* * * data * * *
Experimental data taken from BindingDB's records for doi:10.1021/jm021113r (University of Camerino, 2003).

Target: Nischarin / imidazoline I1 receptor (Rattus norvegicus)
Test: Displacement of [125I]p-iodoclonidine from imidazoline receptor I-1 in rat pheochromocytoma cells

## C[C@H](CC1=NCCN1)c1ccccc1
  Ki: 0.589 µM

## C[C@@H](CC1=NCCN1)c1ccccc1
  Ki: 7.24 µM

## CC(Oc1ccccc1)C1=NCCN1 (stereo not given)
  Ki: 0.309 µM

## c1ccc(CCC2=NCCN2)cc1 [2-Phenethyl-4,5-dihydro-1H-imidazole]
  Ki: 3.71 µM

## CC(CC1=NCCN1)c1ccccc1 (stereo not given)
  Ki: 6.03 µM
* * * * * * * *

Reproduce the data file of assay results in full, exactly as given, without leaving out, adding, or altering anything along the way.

Experimental data taken from BindingDB's records for doi:10.1021/jm021113r (University of Camerino, 2003).

Target: Nischarin / imidazoline I1 receptor (Rattus norvegicus)
Test: Displacement of [125I]p-iodoclonidine from imidazoline receptor I-1 in rat pheochromocytoma cells

## C[C@H](CC1=NCCN1)c1ccccc1
  Ki: 0.589 µM

## C[C@@H](CC1=NCCN1)c1ccccc1
  Ki: 7.24 µM

## CC(Oc1ccccc1)C1=NCCN1 (stereo not given)
  Ki: 0.309 µM

## c1ccc(CCC2=NCCN2)cc1 [2-Phenethyl-4,5-dihydro-1H-imidazole]
  Ki: 3.71 µM

## CC(CC1=NCCN1)c1ccccc1 (stereo not given)
  Ki: 6.03 µM